Bachata dancing has the same name as the music it was created to dance to, and both stem from the Dominican Republic. Traditional bachata music has a 4/4 beat with an accent on 4 and has influences from Spanish guitar music and Sub Saharan Africa. It is usually played using the same instruments: lead guitar, bass guitar, rhythm guitar, bongos, and güira. Bachata music is similar to the blues and stems from a disenfranchised working class singing about heartbreak, despair, and loss.
Bachata is still often danced to traditional style bachata music and there are lots of talented songwriters and performers who use this style. There is also another group of performers who are using modern technology to remix popular music to fit bachata-style instrumentation and beat. This video of Judit and Yexy Jr. dancing to a bachata remix of Señorita is a great example of how well remixes can fit bachata dancing.
The goal of a bachata remix is to retain the essence of the original track while also making it possible (and desirable) for people to perform bachata dancing to it. This is usually achieved by changing the speed (often to make it faster), changing the beat to a 4/4 beat, and laying over the top traditional bachata instruments such as bass guitar and bongos.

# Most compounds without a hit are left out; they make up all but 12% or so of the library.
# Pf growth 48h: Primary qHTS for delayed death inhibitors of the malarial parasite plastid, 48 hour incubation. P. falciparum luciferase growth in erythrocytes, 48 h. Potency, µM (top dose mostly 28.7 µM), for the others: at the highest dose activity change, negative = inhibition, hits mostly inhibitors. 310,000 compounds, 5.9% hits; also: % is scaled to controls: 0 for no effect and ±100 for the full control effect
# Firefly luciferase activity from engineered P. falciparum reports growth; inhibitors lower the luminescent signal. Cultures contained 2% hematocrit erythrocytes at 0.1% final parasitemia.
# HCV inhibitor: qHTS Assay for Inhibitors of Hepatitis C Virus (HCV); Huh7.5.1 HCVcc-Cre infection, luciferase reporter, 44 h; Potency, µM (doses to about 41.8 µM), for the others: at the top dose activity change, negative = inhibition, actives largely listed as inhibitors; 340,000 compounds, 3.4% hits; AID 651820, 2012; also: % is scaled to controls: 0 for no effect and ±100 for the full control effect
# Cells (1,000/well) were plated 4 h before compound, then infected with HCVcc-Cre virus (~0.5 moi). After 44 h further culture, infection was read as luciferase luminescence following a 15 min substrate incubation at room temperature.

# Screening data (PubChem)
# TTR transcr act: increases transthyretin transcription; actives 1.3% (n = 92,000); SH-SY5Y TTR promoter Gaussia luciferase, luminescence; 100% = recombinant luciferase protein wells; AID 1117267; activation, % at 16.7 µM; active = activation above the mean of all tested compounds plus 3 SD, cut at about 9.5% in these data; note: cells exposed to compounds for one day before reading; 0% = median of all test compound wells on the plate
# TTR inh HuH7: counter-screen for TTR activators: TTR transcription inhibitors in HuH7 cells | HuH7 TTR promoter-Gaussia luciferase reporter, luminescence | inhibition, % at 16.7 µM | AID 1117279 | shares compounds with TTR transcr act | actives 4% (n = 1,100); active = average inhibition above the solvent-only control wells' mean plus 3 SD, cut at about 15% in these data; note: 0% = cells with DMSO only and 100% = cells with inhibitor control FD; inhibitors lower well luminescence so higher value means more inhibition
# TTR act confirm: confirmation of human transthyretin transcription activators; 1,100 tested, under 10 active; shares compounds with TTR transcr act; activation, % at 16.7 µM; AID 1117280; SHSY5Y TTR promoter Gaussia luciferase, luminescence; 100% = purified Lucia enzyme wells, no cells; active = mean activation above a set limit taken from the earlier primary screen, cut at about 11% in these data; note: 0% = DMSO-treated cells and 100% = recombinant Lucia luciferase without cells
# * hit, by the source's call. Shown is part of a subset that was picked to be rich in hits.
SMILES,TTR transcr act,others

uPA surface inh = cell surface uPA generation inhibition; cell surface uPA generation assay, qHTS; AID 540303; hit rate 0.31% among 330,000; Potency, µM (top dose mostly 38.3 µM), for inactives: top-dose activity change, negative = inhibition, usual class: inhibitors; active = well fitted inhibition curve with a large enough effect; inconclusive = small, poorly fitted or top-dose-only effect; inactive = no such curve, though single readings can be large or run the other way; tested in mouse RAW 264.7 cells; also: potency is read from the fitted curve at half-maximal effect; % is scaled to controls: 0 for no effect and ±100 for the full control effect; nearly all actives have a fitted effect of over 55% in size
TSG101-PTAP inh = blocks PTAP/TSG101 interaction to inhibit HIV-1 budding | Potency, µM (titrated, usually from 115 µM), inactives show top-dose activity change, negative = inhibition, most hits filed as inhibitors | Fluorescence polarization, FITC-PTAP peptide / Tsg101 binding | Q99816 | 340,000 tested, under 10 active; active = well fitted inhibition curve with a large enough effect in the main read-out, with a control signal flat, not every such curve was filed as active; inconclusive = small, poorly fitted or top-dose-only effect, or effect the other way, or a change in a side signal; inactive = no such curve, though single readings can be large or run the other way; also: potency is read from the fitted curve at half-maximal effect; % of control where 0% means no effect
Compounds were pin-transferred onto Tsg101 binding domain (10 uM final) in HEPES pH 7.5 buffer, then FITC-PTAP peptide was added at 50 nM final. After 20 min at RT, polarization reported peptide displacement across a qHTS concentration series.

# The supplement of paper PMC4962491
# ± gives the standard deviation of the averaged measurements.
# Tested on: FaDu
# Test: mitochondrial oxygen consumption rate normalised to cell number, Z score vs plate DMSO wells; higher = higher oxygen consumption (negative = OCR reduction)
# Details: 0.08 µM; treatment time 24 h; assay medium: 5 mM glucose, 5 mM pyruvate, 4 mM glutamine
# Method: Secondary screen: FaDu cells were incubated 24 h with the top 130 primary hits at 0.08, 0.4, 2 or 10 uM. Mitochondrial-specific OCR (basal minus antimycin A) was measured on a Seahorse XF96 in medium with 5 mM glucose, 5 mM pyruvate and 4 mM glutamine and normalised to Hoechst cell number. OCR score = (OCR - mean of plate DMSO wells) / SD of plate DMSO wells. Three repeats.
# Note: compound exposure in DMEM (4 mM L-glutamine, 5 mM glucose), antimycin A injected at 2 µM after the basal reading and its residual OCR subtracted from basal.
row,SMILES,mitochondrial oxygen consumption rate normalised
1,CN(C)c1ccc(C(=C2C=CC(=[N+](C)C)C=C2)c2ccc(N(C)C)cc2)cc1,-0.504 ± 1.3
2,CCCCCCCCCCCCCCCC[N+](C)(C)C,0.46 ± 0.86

Of course, there is debate about whether these remixes count as true bachata music, and in many ways, they likely don’t. But when it comes to making music for people to dance to it can be argued that the only important consideration is whether it will make people want to get up and dance. When a bachata remix is successful, everyone who hears it at a dance social will immediately recognize it as bachata music and will know exactly how to dance to it. And they can enjoy popular music while they do so, which can add that extra bit of fun to the evening.
If you enjoyed our today’s video, you are more than welcome to share it with your friends and let them know what you think about it. Also, consider checking out our most recent posts and stay in touch. Cheers!